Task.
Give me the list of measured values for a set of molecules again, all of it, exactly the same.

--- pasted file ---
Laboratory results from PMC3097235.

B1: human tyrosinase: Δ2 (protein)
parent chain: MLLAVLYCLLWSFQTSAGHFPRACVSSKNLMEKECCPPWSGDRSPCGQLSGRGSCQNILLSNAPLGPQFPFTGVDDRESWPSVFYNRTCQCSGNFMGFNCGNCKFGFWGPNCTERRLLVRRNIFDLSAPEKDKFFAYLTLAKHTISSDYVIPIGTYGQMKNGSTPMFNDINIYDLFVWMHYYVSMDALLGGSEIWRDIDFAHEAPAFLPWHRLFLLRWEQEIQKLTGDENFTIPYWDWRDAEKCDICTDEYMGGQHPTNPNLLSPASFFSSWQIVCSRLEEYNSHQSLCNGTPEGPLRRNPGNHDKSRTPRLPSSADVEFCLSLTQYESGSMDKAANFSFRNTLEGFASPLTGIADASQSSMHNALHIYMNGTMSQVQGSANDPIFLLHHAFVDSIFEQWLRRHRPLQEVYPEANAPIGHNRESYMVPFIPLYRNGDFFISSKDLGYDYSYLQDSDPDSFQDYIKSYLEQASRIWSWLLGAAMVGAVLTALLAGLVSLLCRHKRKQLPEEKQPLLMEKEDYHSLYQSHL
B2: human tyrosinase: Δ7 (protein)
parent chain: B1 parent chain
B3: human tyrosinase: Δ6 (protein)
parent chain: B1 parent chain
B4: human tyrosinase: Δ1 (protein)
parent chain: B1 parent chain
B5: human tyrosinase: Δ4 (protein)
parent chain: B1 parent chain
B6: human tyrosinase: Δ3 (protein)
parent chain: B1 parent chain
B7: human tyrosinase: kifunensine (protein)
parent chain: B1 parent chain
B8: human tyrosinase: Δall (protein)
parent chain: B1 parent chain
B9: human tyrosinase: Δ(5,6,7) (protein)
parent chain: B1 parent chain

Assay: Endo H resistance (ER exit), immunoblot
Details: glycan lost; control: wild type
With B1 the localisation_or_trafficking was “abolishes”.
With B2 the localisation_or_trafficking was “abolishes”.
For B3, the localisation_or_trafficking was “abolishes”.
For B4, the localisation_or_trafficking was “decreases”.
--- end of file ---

Laboratory results from PMC3097235.

B1: human tyrosinase: Δ2 (protein)
parent chain: MLLAVLYCLLWSFQTSAGHFPRACVSSKNLMEKECCPPWSGDRSPCGQLSGRGSCQNILLSNAPLGPQFPFTGVDDRESWPSVFYNRTCQCSGNFMGFNCGNCKFGFWGPNCTERRLLVRRNIFDLSAPEKDKFFAYLTLAKHTISSDYVIPIGTYGQMKNGSTPMFNDINIYDLFVWMHYYVSMDALLGGSEIWRDIDFAHEAPAFLPWHRLFLLRWEQEIQKLTGDENFTIPYWDWRDAEKCDICTDEYMGGQHPTNPNLLSPASFFSSWQIVCSRLEEYNSHQSLCNGTPEGPLRRNPGNHDKSRTPRLPSSADVEFCLSLTQYESGSMDKAANFSFRNTLEGFASPLTGIADASQSSMHNALHIYMNGTMSQVQGSANDPIFLLHHAFVDSIFEQWLRRHRPLQEVYPEANAPIGHNRESYMVPFIPLYRNGDFFISSKDLGYDYSYLQDSDPDSFQDYIKSYLEQASRIWSWLLGAAMVGAVLTALLAGLVSLLCRHKRKQLPEEKQPLLMEKEDYHSLYQSHL
B2: human tyrosinase: Δ7 (protein)
parent chain: B1 parent chain
B3: human tyrosinase: Δ6 (protein)
parent chain: B1 parent chain
B4: human tyrosinase: Δ1 (protein)
parent chain: B1 parent chain
B5: human tyrosinase: Δ4 (protein)
parent chain: B1 parent chain
B6: human tyrosinase: Δ3 (protein)
parent chain: B1 parent chain
B7: human tyrosinase: kifunensine (protein)
parent chain: B1 parent chain
B8: human tyrosinase: Δall (protein)
parent chain: B1 parent chain
B9: human tyrosinase: Δ(5,6,7) (protein)
parent chain: B1 parent chain

Assay: Endo H resistance (ER exit), immunoblot
Details: glycan lost; control: wild type
With B1 the localisation_or_trafficking was “abolishes”.
With B2 the localisation_or_trafficking was “abolishes”.
For B3, the localisation_or_trafficking was “abolishes”.
For B4, the localisation_or_trafficking was “decreases”.